When Lionsgate sought to promote its February film John Wick 2, it created a SMS chatbot so fans could become immersed in its plot by texting with a mysterious assassin who challenges them to a mission.
"Your account’s on hold because you need to fulfill your oath," says the chatbot. "You know what happens to people who don’t fulfill their oath?"
It might be an intriguing way to interact with a film, but the exchange ends quickly, is inconsistent, and the user is left with nothing more than a link to order tickets to the movie.
"It’s all been leading up to this," says the chatbot. "John Wick 2 is in theaters right now. See you there." The experience is underwhelming to say the least; the mission ends before it starts.
It’s the reality of most branded chatbots. They are either character-based and last long enough to plug a product or, in the case of Taco Bell and Domino’s, provide a service that can already be found elsewhere, ordering online. Users, often expecting a more robust experience, are left disappointed and frustrated. It’s a sobering fact reinforced by Forrester’s "State of Chatbots" report.
So why doesn’t the chatbot experience match the industry excitement? For one, it’s still the early days of chatbot development, but experts say it is the marketers’ approach, not the tech, that is causing second-rate results. Generally, marketers are mistakenly approaching chatbots as they would social media campaigns.
"Most marketers don’t understand the potential of chatbots," said James Cooper, head of creative at Betaworks, "They see them as another way of connecting with their audiences on social channels."
Although chatbots exist in the same ecosystem as social media, they are quite different.
"Social media platforms are broadcasting platforms; they broadcast to an audience," said Mark Fruehan, president of sales at Botworx.ai. "With chatbots, you engage with consumers one on one."
It’s this personalized connection that distinguishes chatbots, and yet brands are mainly using them to push out the same bits of general information they share on Twitter or Facebook, expecting people to react. For instance, 1-800-Flowers.com chatbot sends the same message to all users: "If you’d like to speak with a customer service representative, select that option below. You can also easily make an order with the 1-800-Flowers Assistant by selecting ‘Order Now.’" The entire interaction is dry and simple.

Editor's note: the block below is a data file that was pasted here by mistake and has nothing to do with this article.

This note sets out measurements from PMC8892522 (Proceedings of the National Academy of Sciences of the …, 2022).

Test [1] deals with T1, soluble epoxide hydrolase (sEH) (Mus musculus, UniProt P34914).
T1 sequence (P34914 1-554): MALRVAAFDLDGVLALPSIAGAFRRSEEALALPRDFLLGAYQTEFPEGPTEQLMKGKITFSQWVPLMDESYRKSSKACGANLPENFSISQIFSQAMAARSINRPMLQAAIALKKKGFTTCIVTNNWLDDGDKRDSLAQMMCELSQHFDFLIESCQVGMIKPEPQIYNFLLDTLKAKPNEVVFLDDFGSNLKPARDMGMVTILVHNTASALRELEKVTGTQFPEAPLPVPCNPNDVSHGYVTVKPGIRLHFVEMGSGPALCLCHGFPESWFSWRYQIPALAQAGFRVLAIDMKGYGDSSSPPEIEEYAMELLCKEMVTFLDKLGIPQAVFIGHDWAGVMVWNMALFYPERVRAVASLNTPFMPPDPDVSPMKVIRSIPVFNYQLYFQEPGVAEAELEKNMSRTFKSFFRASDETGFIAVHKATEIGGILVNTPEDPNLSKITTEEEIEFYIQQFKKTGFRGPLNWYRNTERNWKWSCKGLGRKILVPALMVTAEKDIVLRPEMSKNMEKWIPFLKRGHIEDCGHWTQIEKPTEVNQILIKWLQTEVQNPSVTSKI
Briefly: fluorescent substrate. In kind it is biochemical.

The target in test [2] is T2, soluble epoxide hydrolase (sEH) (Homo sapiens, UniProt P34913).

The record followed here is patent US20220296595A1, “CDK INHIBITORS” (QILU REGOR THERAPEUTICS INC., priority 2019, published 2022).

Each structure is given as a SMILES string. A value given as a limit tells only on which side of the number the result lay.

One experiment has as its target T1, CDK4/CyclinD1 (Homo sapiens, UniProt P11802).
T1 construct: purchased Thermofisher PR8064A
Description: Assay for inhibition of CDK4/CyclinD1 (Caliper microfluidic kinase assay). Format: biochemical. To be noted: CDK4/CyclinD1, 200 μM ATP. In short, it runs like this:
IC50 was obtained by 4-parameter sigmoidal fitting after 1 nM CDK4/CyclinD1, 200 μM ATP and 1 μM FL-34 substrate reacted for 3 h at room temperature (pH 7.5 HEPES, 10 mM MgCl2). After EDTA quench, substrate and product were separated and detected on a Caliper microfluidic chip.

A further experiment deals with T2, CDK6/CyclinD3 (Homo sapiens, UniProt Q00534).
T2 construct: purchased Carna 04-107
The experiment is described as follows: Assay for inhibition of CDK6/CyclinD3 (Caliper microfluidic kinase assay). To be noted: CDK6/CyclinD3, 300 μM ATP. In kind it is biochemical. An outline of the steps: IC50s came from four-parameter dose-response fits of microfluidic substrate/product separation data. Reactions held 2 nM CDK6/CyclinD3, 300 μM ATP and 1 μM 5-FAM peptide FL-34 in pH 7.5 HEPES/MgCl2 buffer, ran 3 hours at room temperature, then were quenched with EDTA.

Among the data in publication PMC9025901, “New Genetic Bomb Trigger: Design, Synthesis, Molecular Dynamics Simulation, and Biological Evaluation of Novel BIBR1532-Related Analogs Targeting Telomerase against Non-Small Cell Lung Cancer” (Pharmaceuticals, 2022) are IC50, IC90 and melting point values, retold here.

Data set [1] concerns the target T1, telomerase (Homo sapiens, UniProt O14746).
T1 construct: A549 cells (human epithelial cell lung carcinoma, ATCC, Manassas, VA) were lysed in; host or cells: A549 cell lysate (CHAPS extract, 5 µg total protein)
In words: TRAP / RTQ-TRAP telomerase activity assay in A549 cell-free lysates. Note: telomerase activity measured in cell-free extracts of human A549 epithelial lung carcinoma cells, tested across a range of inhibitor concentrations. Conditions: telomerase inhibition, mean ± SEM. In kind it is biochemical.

Instead, said Betaworks’ Cooper, brands should look at the long-term potential of chatbots and use them for more than one purpose. Essentially, he said, they should act more like friends and provide both entertainment and customer service. The Domino’s chatbot would be much more effective and fun to use, he said, if it offered jokes when a user was trying to order a pizza at 10 o’clock at night.
Cooper said the industry hasn’t seen a breakthrough brand that has successfully combined both capabilities. He does, however, point to his own Poncho, the chatbot that spices up daily weather forecasts with personality. The user selects certain times of the day and Poncho will message with the weather along with some sarcasm, a joke, or an antidote. It’s been a year since the free service launched on Facebook Messenger, and so far, it has seen high retention numbers. Sixty percent of new users every week continue to use Poncho, a number that is 10 times the industry average, according to Cooper. Poncho might be effective, but unlike other chatbots, it has a 10-person team powering it, with three full-time writers with backgrounds in comedy.
Cross-platform reach is another reason why marketers should not apply a social media strategy to chatbots. With social campaigns, marketers have to target the specific consumers of each platform with the content that performs the best on each. But with chatbots, they can cast a wider net. Last week, Oracle announced chatbot tools with AI capabilities that integrate with voice-driven systems such as Amazon Alexa. With this, users can connect to a brand’s chatbot through a voice assistant just as easily as through a messaging app.
"Consumers today are multi-channel people," said Steve Krause, group VP product management at Oracle. "Marketers have to adapt to that."
A multi-channel approach could eventually determine whether a chatbot is used or not. "In a couple of years, if a consumer is not able to have a chat with a brand across multiple channels," said Cooper, "they are just going to go to another one."
In order for a chatbot to really be successful, said Cooper, marketers have to devote more time and strategy than they do on social media. "We are at a stage where people are doing very simple cause-and-effect stuff," he said. "That’s a necessary process that everyone has to go through, to then move on to something much more interesting than a standard Facebook or Twitter campaign."
Asaf Amir, CEO at ChatSuite, said brands are on the cusp. "Marketers have just started to think seriously about the shift of marketing budgets to chatbots," he said.
This story first appeared on campaignlive.com.